Russian officials are investigating claims that a well-known opposition activist has been repeatedly beaten and threatened in prison.
Ildar Dadin is serving two and a half years for a series of street protests.
He told his lawyer that he had been strung up by his handcuffed wrists, had his head shoved down a toilet and been threatened with rape and death.
Russia's prison service says the claims are untrue but will investigate if the activist complains formally.
Unusually, the allegations made the headlines on state-controlled television on Tuesday after Kremlin spokesman Dmitry Peskov told reporters that the case merited "the closest attention" and that President Vladimir Putin would be informed.
Dadin's supporters gathered outside the justice ministry on Tuesday evening in protest.
Ildar Dadin, 34, says his problems began after he was transferred to Prison Number Seven in the Karelia region of north-western Russia in mid-September and sent directly to a punishment cell.
Now out of isolation, Dadin has dictated a letter to his wife via his lawyer, in which he says he was beaten and kicked repeatedly by up to a dozen prison staff.
One day, he alleges, he was hung from his wrists for about half an hour causing "extreme pain".
"They then took off my pants and said that they would bring in another prisoner who would rape me if I didn't agree to end my hunger strike," Ildar Dadin writes.
He had stopped eating in protest at being held in a punishment cell.
Russia's FSIN prison service told the BBC that Mr Dadin was put in isolation for what a spokeswoman called "violations of the detention regime", but insisted that his claims of beating and torture were false.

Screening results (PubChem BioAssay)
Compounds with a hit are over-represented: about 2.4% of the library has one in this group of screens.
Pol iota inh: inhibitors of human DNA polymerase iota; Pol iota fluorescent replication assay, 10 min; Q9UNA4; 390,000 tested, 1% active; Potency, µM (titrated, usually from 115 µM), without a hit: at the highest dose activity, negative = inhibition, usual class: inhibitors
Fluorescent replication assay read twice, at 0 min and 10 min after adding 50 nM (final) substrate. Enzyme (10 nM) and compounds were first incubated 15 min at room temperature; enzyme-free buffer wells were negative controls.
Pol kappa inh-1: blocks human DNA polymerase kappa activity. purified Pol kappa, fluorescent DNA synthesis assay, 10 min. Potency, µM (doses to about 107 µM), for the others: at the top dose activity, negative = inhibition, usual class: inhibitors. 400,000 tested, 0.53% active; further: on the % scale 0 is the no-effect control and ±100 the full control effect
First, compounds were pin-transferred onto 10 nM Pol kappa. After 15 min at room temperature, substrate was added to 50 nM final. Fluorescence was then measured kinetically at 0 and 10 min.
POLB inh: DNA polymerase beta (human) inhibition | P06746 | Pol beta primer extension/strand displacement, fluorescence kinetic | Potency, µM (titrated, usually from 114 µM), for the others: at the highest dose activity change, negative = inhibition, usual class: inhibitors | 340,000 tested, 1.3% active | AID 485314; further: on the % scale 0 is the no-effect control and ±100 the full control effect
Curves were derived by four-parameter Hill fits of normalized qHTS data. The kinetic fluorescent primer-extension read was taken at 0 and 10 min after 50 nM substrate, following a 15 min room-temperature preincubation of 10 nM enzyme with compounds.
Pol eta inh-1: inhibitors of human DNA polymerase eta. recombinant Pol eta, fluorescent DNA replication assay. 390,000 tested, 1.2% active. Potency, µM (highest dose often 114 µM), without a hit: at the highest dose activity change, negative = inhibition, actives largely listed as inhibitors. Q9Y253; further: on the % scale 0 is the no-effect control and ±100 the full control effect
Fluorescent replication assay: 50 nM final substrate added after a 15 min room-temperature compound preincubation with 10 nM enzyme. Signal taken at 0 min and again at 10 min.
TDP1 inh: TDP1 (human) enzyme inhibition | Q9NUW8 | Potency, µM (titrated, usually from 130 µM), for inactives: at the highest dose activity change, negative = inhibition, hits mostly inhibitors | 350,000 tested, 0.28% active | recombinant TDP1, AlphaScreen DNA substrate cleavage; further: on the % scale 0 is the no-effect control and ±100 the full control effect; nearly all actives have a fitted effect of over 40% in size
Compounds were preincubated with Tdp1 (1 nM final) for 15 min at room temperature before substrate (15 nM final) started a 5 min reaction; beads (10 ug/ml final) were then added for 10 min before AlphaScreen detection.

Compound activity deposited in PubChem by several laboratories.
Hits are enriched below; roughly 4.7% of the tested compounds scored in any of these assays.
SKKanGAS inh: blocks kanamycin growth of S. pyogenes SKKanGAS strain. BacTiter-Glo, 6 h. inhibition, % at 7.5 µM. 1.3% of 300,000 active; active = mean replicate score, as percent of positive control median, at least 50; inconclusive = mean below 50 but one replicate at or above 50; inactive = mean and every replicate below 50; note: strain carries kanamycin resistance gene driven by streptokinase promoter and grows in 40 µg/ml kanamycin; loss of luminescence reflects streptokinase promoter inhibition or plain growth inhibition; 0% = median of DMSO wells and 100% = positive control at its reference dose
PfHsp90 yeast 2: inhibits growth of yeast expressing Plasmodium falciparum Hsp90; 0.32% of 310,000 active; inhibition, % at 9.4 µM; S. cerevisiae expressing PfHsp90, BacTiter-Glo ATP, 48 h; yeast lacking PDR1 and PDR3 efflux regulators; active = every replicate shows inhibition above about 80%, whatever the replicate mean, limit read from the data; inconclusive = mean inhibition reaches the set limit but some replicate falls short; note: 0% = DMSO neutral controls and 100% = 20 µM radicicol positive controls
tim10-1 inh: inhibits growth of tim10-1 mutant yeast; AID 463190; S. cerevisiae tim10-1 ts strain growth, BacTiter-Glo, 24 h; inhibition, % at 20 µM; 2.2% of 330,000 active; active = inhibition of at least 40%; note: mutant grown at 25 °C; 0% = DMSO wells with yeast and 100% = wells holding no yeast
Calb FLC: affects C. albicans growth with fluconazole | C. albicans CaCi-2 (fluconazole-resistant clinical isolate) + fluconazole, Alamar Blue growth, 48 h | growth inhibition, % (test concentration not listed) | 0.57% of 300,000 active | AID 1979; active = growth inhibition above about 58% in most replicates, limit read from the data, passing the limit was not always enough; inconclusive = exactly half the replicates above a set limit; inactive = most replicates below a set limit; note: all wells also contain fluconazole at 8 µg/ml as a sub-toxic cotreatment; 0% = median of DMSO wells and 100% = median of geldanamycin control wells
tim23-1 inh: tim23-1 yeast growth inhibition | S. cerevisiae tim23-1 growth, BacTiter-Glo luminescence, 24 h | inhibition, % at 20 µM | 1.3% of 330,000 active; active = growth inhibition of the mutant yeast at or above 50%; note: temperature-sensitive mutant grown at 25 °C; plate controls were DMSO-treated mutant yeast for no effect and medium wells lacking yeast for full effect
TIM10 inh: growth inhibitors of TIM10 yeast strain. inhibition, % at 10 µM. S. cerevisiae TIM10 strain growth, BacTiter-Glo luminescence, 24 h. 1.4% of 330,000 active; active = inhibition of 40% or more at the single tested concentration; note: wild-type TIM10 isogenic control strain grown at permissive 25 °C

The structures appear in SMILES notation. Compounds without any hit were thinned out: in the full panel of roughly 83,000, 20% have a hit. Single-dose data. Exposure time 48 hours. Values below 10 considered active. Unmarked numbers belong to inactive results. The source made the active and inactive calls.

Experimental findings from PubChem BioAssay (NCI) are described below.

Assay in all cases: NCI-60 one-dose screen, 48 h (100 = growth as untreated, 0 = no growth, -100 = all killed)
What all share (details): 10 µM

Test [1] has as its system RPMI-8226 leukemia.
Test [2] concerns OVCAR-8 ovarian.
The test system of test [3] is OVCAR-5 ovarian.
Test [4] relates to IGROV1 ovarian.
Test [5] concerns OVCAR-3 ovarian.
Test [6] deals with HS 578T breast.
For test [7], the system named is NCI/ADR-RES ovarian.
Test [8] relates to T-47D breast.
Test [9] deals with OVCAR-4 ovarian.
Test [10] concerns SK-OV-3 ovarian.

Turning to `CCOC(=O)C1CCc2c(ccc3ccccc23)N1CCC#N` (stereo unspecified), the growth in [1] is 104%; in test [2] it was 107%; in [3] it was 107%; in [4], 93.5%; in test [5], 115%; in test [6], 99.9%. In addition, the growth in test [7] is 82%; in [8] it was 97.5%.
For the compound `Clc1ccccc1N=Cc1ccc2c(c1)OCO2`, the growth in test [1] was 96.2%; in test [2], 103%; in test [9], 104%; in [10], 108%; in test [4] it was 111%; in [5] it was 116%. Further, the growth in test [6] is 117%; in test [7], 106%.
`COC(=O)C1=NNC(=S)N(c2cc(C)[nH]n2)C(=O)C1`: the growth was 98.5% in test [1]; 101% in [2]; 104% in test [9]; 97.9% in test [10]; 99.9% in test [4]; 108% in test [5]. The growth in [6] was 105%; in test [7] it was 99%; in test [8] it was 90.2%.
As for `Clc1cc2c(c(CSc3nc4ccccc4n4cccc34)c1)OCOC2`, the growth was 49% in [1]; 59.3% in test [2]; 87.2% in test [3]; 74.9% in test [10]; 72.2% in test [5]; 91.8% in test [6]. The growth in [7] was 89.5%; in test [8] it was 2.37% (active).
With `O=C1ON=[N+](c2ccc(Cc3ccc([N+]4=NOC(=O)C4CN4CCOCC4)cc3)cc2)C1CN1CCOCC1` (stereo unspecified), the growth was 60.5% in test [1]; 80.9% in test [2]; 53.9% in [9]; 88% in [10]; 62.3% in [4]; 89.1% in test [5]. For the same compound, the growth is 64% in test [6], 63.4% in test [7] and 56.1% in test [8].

"There's no way illegal methods were used, especially for such a well-known character," Kristina Belousova told the BBC by telephone.
"It's not the first time we've seen this, by people trying to attract maximum attention," the spokeswoman added.
Ildar Dadin was sentenced in December 2015, under Article 212.1 - a controversial law that makes repeat violations of Russia's strict laws on street protests a criminal offence.
"We didn't expect this to happen. It's awful," lawyer Alexei Liptser told the BBC, after visiting his client on Monday and transcribing his account.
"He is frightened and subdued," the lawyer added.
As the allegations of abuse spread on social media, and reached the Kremlin, Russia's human rights ombudswoman ordered a regional representative to visit the prison and said she was taking the case under her "personal control".
In a dramatic conclusion to his letter, Ildar Dadin tells his wife "I am not afraid of dying. I'm most afraid of not being able to tolerate the torture."